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Free Wi-Fi? You might pay for it in other ways


Published May 7, 2024 • 5 Min Read

Everyone likes to save a few dollars. So, when you can get a coffee and a free Wi-Fi signal for the afternoon, why not take advantage? While free Wi-Fi is convenient, however, it should be used with caution – and with a few important guidelines in mind.  

According to a survey conducted by Forbes, 56% of Wi-Fi users connect to public networks that don’t require a password. While convenient, these networks are less secure because they can be easily accessed by anyone in range, including potential hackers. The same survey showed that 43% of respondents had had their online security compromised while using public Wi-Fi – so the threat is real.

Cybercriminals will use their tech skills, as well as free tools that are easy to get their hands on, to tap into secured networks. Once they have hacked the network, there are a number of ways they can target you. Ultimately, that free Wi-Fi can cost you dearly. Here’s how.

Your identity could get stolen

One of the most common threats on an unsecured network is called a Man in the Middle (MitM) attack, which is a form of eavesdropping. This is when a hacker positions themself between you and the server. When a computer makes a connection to the internet, data is sent from point A (your computer) to point B (a website). When the network is unsecure, an attacker with some know-how can get in between the transmissions and access every piece of information you’re sending out on the internet – emails, credit card information and security credentials – and even see things like your recent location data and information such as your job, marital status and hobbies.  

With just a little bit of information, they can easily take steps to steal your identity. 

Your device could become infected

By using an unsecured network, it’s easy for cybercriminals to infect your device with malicious software (malware). In this scenario, scammers can inject an infected ad into a website that otherwise appears safe. Some hackers have even hacked the connection point itself, so users will see a pop-up window appear during the connection process – clicking on it will install the malware.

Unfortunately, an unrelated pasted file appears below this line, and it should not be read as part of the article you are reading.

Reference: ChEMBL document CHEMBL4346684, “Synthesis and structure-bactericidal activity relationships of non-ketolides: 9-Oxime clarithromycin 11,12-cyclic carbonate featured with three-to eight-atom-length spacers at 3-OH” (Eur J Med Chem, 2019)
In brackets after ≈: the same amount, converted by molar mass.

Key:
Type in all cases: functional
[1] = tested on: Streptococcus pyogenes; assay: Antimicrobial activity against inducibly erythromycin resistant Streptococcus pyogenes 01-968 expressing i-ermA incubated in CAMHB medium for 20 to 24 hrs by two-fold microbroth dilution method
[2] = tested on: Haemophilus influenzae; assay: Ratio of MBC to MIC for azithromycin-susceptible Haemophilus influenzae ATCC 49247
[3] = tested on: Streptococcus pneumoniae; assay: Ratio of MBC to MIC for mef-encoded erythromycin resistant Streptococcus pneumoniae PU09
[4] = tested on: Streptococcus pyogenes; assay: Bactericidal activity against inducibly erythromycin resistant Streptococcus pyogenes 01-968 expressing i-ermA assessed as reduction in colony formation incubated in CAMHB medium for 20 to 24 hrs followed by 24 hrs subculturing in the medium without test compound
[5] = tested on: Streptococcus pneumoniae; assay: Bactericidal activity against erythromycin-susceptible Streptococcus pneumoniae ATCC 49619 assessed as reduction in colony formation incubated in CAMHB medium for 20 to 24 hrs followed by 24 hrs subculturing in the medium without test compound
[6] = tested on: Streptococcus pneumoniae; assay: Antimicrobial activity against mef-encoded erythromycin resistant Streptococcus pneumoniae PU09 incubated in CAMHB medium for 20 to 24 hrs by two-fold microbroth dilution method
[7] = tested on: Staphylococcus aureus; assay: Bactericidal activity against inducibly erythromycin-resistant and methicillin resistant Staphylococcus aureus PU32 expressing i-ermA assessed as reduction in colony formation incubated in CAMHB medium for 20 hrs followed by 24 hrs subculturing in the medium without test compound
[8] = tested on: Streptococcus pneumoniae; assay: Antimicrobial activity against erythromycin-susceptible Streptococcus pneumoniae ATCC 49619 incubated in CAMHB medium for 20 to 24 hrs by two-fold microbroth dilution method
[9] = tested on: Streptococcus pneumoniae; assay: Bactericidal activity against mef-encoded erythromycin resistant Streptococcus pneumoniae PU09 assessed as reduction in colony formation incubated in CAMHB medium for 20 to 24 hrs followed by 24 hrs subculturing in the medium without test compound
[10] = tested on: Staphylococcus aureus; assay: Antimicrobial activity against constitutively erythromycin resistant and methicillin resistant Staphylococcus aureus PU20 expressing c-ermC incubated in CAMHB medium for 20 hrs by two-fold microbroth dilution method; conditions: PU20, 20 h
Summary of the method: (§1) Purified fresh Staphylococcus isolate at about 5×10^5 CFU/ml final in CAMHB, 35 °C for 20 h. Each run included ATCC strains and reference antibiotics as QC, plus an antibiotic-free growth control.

Your passwords can be stolen

Just as the MiTM attack can jeopardize the security of your identity, it is also a proven way for a hacker to steal your passwords. If the hacker has inserted themselves between you and the real site you want to access, they can hijack your sign-in session and intercept the password. 

Hackers can also use specialized tools that search for passwords you’ve saved in your browser or typed into websites while using public Wi-Fi. And, if you use the same password across multiple accounts, they can access them all with that one stolen password. 

Your accounts can be overtaken

Once a hacker has gained some kind of access to your computer and/or your personal data, they can not only access your accounts, but they can take full control of them. Posing as you, they can conduct transactions through your bank, send emails, post social media messages and more. 

How to protect yourself

If you are going to use free, public Wi-Fi, there are a few key security steps you can take that will protect you, your device and your data: 

  • Use a Virtual Private Network (VPN) to hide your information. A VPN is a group of computers or networks that work together to secure and encrypt your information. Rather than your traffic going straight from your device to the server, a VPN routes it through its own server beforehand.  

  • Clear your browsing history before logging on. This way, hackers don’t have access to what you were doing before joining the network and the information they can gather from you is limited 

  • If you’re logging onto an account, turn on two-factor or multi-factor authentication, which ensures a hacker can’t gain access from your password alone 

  • Avoid making sensitive transactions while connected to public Wi-Fi – i.e., avoid inputting a credit card number, home address or passwords  

There’s no denying that public Wi-Fi is convenient – and sometimes it’s necessary to get online at the airport, or it’s nice to work remotely from your favourite café. Just be sure to take the necessary steps to keep hackers at bay and your information protected. It’s also important to speak with your kids about the risks of public Wi-Fi, as young people will often switch to Wi-Fi to preserve their data and reduce the costs associated with using cellular service.  While public Wi-Fi might be free, it can cost you in other ways – being aware of the hazards can go a long way toward keeping you safe.

This article is intended as general information only and is not to be relied upon as constituting legal, financial or other professional advice. A professional advisor should be consulted regarding your specific situation. Information presented is believed to be factual and up-to-date but we do not guarantee its accuracy and it should not be regarded as a complete analysis of the subjects discussed. All expressions of opinion reflect the judgment of the authors as of the date of publication and are subject to change. No endorsement of any third parties or their advice, opinions, information, products or services is expressly given or implied by Royal Bank of Canada or any of its affiliates.

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